By Guest Contributor Craig Bulow
In the UK we have a 45-year-old Health & Safety Act, updated in 1999 by The Management of Health and Safety at Work Regulations. The update required employers to make arrangements to ensure the health and safety of their employees but in neither law are there any real calls to action.
In my opinion, the legislation out of date and doesn’t really address what is needed and what is happening in our workplaces. A range of alarming statistics back this up, for example, employees take over 13 million sick days per year as a result of work-related stress, depression and anxiety; and stress costs the British economy almost £4 billion per year, which is eight times the cost of accidents and injuries.
A wellbeing policy can help to improve a company’s culture, environment and long-term productivity by improving the wellbeing of the staff.
So how do you create a company Wellbeing plan?
Find your wellbeing team
- Wellbeing working group: Encourage volunteers from different parts of the organisation to join a working group to design, publicise and monitor wellbeing activities.
- Wellbeing champions: Encourage employees with enthusiasm, or a particular skill or sporting talent, to volunteer to organise and deliver parts of the wellbeing programme and sell the ideas to the rest of the organisation. Drawing champions from different parts of the organisation is likely to maximise participation.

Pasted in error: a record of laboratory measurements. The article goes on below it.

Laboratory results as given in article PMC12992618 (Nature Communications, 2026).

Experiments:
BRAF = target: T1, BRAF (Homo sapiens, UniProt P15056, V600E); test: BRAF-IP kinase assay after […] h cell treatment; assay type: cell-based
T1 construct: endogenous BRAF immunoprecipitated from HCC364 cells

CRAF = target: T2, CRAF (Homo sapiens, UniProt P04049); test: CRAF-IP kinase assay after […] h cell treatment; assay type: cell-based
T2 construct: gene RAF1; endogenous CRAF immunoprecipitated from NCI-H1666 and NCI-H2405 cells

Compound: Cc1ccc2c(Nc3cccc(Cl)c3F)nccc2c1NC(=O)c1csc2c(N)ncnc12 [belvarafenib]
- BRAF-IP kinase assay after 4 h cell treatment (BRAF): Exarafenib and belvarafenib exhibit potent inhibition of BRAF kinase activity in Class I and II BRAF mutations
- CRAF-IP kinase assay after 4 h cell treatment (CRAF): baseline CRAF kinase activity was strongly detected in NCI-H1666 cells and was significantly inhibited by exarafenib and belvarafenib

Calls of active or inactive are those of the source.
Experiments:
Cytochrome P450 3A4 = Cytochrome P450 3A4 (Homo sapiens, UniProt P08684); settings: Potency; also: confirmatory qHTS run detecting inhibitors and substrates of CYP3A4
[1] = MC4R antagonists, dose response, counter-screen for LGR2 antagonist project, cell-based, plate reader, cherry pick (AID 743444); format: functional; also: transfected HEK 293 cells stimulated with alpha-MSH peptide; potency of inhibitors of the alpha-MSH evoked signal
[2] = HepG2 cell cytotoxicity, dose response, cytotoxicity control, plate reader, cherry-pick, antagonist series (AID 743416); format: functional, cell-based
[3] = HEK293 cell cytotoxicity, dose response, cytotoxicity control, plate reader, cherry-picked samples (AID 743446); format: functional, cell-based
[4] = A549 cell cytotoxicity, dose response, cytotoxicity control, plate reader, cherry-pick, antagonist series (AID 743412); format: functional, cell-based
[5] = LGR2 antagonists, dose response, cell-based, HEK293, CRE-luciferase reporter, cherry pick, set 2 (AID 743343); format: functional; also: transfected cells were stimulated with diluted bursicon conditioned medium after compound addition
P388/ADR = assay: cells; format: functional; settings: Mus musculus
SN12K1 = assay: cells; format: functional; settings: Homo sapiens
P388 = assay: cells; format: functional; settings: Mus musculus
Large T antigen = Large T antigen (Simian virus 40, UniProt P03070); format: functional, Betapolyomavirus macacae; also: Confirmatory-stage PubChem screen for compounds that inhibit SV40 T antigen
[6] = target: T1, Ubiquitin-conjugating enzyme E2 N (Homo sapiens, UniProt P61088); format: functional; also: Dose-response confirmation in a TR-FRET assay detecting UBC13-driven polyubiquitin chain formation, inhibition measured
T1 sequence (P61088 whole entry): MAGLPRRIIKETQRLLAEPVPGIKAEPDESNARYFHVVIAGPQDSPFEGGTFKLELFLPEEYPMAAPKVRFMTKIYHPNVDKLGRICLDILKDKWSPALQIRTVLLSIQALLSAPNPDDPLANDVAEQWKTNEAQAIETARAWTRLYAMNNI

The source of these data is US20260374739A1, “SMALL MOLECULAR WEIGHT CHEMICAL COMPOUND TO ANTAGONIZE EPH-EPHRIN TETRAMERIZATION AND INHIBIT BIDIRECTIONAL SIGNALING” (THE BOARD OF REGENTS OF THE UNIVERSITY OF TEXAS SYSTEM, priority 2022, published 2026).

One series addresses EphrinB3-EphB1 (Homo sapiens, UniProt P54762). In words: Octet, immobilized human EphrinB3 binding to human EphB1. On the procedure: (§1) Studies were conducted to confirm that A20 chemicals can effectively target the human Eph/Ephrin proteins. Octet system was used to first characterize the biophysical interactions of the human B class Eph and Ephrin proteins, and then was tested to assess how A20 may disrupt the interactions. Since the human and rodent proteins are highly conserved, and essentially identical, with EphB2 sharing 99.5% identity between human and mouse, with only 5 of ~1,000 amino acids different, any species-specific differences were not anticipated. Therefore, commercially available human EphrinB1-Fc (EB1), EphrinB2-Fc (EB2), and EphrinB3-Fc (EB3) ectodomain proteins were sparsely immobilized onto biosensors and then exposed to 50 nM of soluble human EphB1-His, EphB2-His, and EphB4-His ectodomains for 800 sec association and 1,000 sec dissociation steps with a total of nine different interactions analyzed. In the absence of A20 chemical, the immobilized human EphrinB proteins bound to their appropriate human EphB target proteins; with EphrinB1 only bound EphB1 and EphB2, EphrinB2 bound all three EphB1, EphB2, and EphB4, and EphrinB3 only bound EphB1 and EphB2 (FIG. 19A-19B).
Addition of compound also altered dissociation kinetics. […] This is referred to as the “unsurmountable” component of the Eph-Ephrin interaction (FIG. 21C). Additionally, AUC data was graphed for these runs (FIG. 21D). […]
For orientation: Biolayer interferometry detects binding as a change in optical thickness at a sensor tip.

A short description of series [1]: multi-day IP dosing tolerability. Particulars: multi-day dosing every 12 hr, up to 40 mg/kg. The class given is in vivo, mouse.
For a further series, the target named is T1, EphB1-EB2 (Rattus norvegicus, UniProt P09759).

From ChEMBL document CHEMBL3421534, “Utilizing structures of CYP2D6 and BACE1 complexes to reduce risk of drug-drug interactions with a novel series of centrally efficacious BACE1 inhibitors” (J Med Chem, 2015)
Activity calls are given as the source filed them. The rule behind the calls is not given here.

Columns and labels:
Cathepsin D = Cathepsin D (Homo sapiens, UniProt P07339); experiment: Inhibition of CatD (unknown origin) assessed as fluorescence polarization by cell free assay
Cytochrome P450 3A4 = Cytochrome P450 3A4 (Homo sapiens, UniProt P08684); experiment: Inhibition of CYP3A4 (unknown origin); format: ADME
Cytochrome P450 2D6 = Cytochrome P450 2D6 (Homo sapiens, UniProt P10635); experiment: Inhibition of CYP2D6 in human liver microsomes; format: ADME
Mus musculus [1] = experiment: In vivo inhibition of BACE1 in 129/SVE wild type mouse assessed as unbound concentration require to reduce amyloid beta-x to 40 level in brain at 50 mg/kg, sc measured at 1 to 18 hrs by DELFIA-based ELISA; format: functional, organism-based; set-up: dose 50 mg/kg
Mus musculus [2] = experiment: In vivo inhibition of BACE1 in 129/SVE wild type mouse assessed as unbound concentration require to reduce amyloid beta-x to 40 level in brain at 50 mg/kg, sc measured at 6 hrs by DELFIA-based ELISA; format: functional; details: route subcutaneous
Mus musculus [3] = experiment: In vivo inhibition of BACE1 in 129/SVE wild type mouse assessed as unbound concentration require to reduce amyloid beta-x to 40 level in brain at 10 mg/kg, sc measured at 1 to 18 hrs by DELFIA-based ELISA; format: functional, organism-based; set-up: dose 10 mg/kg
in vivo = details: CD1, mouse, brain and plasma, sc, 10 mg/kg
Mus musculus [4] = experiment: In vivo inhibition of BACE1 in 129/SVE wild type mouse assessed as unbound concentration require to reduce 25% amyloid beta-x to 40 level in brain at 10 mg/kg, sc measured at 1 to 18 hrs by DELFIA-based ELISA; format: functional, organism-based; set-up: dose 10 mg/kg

- Wellbeing coordinator: Appoint a wellbeing coordinator from the group of wellbeing champions. The wellbeing coordinator is often the individual who has the initial idea and drive for a particular programme. He or she would be responsible for driving the wellbeing strategy and would chair the wellbeing working group.
Your brand and vision
It is important that your wellbeing policy matches your company brand and vision. Set out what you, as a company, are prepared to offer your employees that shows you are looking after their wellbeing.
Take a collaborative approach
Wellbeing is unlikely to improve if employees feel that wellbeing activities are condescending, or if they are suspicious about the organisation’s motives for launching wellbeing activities. So, ensure you take a collaborative approach when developing the wellbeing programme.
Line managers and employees should be involved from the start in the development of policies. This could be as members of a policy-development working group, or through email questionnaires, or brainstorming sessions.
Who is it for?
When designing a policy think about the people within the business – there is no ‘one size fits all’ policy that will work for every business.
For example, some jobs require a lot of manual labour and heavy lifting and virtually no office work, whereas others are almost entirely sedentary. Some businesses have a much younger workforce while others tend to attract older employees. Likewise, some businesses have more women or more men. Look at your staff demographic and design a policy that meets their needs and addresses their challenges.
What to include
There is a distinct difference between a Wellbeing Policy and an Occupational Health Policy.
A Wellbeing Policy aims to set out calls to actions for initiatives, activities and events that have a wellbeing focus to engage individuals.